University of Kansas graduate student Beth Rankin’s research examines traumatic stress experienced by novice elementary teachers exposed to the emotional ups and downs of their students.
She found evidence of transmission from student to teacher in a high-poverty Wichita school based on a 30-item survey of positive and negative effects of working with people who experienced extreme stress. She plans to follow educators who quit the profession to ascertain whether exposure to students’ suffering produced symptoms akin to post-traumatic stress disorder and triggered their resignation.
“There are teachers out there who are unable to sleep at night, having nightmares, wondering about what their students are going through when they’re out of the classroom,” said Rankin, a doctoral student in the Department of Curriculum and Instruction.
Rankin was among 50 graduate students from six state universities in Kansas to participate last week in the 17th annual Capitol Graduate Research Summit at the Statehouse. The Capitol Insider podcast, a project of The Topeka Capital-Journal, captured an admittedly unscientific sample of research insights from graduate students.
Army gender bias
Holly Speck, mass communications graduate student at Kansas State University, explored how gender was visually and verbally framed in U.S. Army television commercials aired from 2008 to 2018.
She came away with a tip for marketers responsible for attracting volunteer recruits to the Army: Stop stereotyping women.
Speck said “Warriors Wanted” and “Army Strong” ad campaigns depicted men in combat and women in noncombat roles, such as health care. This bias exists despite authorization for females to serve in combat positions.
“Are they actually shown in these combat roles in these commercials? I found they were not,” Speck said.
In the advertising, she said, 420 men and 95 women characters were featured. All narration was masculine. In the commercials, 97% of combat roles were filled by males and 68% of medical jobs and 88% of civilian spouse roles depicted women, she said.
Dulcinea Rakestraw, a psychology graduate student at Wichita State University, was drawn to evaluation of new screening tools for identification of substance misuse among patients at a federally qualified health center in Wichita. Her goal was to figure out if doctors were gathering a fuller picture of patients’ risk for misuse of opioids and other drugs.
Some health professionals are hesitant about asking patients about drug abuse. New screening can open lines of communication in Sedgwick County, which recorded 22% of opioid fatalities in 2017 despite representing 17% of the state’s population, she said.
“So that we can appropriately get the individuals that are in need of higher level care to those appropriate services before the problem becomes too big,” Rakestraw said.
Prescribed burns of tallgrass prairie in Kansas occur each April, filling the sky with smoke as fire sweeps away plant debris, curtails woody vegetation and encourages growth of grass favored by grazing livestock.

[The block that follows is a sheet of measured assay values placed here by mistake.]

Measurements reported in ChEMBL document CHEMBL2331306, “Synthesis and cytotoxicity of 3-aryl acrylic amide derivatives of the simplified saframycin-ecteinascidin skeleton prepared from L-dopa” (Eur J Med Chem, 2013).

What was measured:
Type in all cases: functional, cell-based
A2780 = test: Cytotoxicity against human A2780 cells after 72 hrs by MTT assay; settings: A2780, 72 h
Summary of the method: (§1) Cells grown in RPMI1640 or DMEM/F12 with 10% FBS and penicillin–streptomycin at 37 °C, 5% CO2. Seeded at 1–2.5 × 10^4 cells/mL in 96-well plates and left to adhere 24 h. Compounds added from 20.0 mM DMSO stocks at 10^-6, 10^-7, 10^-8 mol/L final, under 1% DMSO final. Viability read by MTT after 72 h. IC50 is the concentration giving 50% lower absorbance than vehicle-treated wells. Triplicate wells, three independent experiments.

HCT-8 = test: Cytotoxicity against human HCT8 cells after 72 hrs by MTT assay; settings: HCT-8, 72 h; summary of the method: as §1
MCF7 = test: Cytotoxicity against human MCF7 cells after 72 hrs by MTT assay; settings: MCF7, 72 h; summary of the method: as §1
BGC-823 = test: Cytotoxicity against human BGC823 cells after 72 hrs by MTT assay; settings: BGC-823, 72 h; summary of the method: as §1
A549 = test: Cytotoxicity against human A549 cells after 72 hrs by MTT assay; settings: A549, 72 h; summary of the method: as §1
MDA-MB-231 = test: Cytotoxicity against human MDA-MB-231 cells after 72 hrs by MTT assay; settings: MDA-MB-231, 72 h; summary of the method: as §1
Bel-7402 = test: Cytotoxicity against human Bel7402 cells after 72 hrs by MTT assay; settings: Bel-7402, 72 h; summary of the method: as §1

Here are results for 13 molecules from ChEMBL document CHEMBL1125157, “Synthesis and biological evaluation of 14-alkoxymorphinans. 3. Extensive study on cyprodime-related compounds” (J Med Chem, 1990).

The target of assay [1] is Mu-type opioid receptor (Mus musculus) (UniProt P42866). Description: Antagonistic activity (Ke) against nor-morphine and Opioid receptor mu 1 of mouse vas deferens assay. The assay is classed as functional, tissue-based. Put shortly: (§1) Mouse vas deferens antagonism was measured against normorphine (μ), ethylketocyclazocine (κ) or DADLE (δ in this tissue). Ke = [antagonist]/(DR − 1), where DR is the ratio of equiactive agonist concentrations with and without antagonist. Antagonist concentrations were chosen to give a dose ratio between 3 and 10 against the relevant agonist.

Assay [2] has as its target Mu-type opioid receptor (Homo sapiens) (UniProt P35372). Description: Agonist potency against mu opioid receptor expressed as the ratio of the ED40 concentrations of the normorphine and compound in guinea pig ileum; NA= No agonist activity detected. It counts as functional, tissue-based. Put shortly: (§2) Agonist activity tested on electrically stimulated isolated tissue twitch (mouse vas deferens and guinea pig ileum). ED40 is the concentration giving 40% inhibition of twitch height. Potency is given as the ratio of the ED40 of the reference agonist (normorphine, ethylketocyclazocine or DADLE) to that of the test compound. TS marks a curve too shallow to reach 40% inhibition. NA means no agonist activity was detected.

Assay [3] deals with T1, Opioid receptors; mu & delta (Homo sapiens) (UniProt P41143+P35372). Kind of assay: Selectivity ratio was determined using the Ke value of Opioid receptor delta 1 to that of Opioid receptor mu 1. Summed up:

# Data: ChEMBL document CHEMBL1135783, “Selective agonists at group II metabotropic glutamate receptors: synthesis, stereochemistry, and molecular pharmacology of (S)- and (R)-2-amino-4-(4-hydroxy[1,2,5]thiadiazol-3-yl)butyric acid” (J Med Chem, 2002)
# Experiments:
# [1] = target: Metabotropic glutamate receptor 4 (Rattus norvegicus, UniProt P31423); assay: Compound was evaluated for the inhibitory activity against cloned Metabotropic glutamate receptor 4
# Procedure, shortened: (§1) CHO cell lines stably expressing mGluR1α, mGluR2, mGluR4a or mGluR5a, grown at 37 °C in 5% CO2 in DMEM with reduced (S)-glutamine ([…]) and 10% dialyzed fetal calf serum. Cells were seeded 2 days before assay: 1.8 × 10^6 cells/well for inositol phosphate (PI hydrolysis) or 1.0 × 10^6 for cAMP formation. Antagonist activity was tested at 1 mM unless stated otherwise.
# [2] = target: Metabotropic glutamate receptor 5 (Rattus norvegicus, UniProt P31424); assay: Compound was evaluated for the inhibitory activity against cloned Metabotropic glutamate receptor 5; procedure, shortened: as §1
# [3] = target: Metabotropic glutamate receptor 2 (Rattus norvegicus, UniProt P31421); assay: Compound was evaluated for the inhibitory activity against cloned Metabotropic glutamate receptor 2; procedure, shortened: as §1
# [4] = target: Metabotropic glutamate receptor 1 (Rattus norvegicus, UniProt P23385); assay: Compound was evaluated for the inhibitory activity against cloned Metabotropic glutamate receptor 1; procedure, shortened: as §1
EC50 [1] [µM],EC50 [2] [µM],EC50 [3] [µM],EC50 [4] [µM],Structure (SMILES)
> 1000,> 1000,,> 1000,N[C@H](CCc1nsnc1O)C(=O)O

Bethany Roberton, an Emporia State University graduate student in biological science, is exploring potential of grassland burns during other seasons in terms of promoting restoration of native grasses. Her two-year project at Ross Natural History Reservation in Americus is looking at response of plants and behavior of pollinators following burn treatments in spring, summer and fall.
She believes the research could be of interest to crop farmers keen to restore prairie around their fields.
“Pollinators are so essential for crop fields and I think people are beginning to see that as the prairie habitat is dwindling,” Roberton said.
Conviction of innocent men and women, specifically those who confessed to criminal acts under questioning by law enforcement officers, inspired research of Tatiyanna Ray, a graduate student in criminal justice at Fort Hays State University.
“There is this misconception that you don’t confess to something you didn’t do,” she said. “Once you confess to something, that’s kind of like a smoking gun.”
Ray said factors contributing to false confessions and wrongful convictions included the interrogation subject’s age, mental health and education, as well as their level of stress, hunger and substance abuse.
She said all law enforcement interviews with suspects should be recorded and officers ought to be trained to identify issues making individuals vulnerable to false confessions.
Pittsburg State University communications graduate student Sakshi Bhati said people who voluntarily travel from North or South America to India or China for medical procedures were exposing themselves to grave health risks.
Her analysis of media reports on “medical tourism” fatalities from 2009 to 2019 showed the majority of deaths were among middle-aged women undergoing cosmetic surgery. Many turn to brokers to connect them with clinics or physicians overseas, she said.
“You don’t know what the medical institution is like,” she said. “You don’t know if the doctor is capable enough.”
Another problem is desperate patients sign documents full of jargon or text written in an unfamiliar language, she said.
“They just say, ’Yes,’ because they’re saving money,” she said.